September 30, 2019 / 11:26 PM / 10 months ago

Australia's Suncorp sells smash repairs arm to focus on insurance, banking

(Reuters) - Australian insurer Suncorp Group Ltd (SUN.AX) said it will sell its vehicle repair business for A$420 million ($283.5 million) as it seeks to focus on its core insurance and banking operations after disappointing results in recent times.

FILE PHOTO: A Suncorp Group Ltd sign adorns their office building in Sydney, Australia, August 4, 2015. REUTERS/David Gray

The sale of the business, Capital S.M.A.R.T, to smash repairs firm AMA Group (AMA.AX) comes less than a month after company veteran Steve Johnston was appointed chief executive, following the surprise departure of Michael Cameron in May.

Suncorp’s 2019 results showed a steep drop in profit on the back of higher hazard claims and rising regulatory costs, after a government-mandated inquiry found widespread misconduct in the financial sector.

From the smash repairs divestment, Suncorp said it expects an after-tax profit in the range of A$275 million to A$295 million, in addition to the value of a 10% stake it will retain.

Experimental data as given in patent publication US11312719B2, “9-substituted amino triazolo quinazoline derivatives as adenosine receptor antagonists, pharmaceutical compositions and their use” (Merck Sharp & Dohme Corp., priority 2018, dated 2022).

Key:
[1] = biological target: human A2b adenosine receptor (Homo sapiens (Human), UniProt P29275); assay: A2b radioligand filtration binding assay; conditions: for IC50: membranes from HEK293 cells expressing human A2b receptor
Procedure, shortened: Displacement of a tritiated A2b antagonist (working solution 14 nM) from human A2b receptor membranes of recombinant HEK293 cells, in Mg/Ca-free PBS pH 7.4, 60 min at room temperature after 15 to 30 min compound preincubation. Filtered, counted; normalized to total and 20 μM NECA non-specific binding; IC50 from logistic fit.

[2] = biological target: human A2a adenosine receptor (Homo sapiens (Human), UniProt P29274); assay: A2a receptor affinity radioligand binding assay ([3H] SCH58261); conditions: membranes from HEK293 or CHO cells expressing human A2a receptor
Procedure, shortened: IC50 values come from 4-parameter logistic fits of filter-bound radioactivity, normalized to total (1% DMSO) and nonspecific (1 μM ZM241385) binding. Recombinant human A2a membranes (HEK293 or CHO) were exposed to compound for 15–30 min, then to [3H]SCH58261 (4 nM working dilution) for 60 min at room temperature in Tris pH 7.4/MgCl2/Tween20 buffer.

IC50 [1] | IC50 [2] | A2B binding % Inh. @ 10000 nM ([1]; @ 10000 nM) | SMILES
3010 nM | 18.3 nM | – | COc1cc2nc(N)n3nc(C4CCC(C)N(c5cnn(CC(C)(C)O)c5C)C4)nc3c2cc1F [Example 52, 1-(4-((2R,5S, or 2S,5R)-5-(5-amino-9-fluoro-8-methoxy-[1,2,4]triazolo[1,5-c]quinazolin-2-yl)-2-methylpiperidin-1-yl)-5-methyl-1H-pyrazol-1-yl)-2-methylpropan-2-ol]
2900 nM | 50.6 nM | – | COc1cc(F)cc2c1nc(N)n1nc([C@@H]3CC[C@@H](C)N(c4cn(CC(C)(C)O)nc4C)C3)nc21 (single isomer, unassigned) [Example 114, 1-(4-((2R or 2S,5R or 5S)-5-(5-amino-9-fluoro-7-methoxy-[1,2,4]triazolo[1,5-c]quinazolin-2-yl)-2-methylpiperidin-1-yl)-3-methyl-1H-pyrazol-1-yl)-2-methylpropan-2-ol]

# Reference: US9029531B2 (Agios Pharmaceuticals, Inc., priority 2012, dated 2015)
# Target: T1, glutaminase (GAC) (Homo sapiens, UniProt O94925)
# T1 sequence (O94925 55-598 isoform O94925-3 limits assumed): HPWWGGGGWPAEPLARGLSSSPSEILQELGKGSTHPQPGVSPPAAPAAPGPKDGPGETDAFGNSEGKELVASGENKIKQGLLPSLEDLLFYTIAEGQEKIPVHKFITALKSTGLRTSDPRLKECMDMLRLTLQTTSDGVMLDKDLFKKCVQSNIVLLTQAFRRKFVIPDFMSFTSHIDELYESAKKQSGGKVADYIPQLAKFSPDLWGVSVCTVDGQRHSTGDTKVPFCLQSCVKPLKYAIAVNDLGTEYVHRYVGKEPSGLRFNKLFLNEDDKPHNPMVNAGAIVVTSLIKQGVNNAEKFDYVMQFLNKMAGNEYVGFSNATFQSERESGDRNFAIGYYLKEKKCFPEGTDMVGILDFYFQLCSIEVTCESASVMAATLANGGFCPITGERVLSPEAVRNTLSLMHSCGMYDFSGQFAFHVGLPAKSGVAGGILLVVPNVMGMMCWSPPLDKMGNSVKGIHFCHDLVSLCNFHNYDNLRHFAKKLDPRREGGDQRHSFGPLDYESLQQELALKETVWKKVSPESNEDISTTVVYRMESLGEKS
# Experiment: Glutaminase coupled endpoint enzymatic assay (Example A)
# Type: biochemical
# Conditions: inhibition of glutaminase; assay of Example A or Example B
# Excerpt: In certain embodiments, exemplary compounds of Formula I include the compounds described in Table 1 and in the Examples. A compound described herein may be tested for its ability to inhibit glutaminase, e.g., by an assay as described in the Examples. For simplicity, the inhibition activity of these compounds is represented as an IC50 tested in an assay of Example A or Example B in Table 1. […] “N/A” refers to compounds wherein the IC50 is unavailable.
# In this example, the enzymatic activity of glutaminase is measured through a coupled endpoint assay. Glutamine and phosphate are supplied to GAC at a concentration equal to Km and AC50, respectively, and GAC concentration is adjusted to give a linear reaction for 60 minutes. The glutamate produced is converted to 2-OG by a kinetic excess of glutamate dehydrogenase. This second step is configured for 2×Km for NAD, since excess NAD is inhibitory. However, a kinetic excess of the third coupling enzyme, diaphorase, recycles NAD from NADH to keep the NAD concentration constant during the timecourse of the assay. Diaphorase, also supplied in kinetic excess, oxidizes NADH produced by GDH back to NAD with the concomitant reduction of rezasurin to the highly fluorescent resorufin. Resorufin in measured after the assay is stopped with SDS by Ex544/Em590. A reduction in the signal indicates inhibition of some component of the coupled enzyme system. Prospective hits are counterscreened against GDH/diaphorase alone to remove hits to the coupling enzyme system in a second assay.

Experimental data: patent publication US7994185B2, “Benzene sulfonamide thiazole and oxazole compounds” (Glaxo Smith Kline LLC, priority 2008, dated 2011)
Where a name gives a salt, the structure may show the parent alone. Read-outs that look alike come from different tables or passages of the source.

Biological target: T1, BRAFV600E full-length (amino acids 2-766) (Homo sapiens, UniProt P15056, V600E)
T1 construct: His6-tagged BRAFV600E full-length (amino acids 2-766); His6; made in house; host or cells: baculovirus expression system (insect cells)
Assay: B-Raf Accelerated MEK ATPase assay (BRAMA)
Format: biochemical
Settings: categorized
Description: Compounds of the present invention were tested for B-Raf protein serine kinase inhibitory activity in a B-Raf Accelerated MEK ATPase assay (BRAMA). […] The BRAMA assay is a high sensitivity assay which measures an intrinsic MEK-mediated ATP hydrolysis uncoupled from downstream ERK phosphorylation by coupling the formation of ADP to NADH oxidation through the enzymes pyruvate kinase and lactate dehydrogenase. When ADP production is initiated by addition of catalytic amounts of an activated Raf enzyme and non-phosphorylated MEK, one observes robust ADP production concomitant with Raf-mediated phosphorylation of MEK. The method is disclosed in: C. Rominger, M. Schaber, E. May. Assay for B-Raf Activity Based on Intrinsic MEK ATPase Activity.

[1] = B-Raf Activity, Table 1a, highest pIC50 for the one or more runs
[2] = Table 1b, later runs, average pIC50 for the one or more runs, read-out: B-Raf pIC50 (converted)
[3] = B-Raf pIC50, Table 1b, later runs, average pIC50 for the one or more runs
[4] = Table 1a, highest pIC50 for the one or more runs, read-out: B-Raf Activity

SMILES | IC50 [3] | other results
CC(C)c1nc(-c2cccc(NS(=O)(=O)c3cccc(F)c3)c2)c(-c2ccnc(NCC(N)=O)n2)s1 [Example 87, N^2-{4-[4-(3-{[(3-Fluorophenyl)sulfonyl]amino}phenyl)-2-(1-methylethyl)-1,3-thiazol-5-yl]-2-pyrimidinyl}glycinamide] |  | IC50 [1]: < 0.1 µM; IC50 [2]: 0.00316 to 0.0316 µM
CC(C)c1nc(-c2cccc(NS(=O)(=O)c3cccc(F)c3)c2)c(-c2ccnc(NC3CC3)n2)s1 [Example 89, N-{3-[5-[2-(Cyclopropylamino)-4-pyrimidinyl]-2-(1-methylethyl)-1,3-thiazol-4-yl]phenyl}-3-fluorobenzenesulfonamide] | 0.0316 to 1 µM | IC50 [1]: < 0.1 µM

The insurer has sought to slim down its business after selling its life insurance division for $540 million last year. Mis-selling in the life insurance sector, in particular, had come under scathing criticism from the public inquiry.

“The increasing complexity of repairs is driving significant change in the smash-repair and parts-procurement industry, and the divestment means Suncorp can focus on its core Insurance and Banking operations,” CEO Johnston said.

A 25-year service agreement with Capital S.M.A.R.T, which includes two additional five-year renewal options, will allow both Suncorp and AMA to continue reaping benefits from their existing partnership, Suncorp said.

“Markets are pleased with both the strategy and the price achieved in this sell-down. This is about streamlining the Suncorp insurance business,” said Michael McCarthy, chief market strategist at CMC Markets.

“The big question for Suncorp that remains is whether banking is a core business. I would suggest it is but analysts are divided on that front.”

Suncorp Bank, which it operates separately from its insurance business, has long since been the subject of divestment speculation, although the company has not given any indication of a potential sale.

In a separate statement, AMA Group said it would fund the acquisition through an A$216 million capital raising plan, and expected significant savings and earnings from the transaction.

AMA will also buy Suncorp’s auto parts supply division ACM Parts for A$20 million, the auto repairer said.

Reporting by Rashmi Ashok in Bengaluru; Editing by Sandra Maler and Stephen Coates

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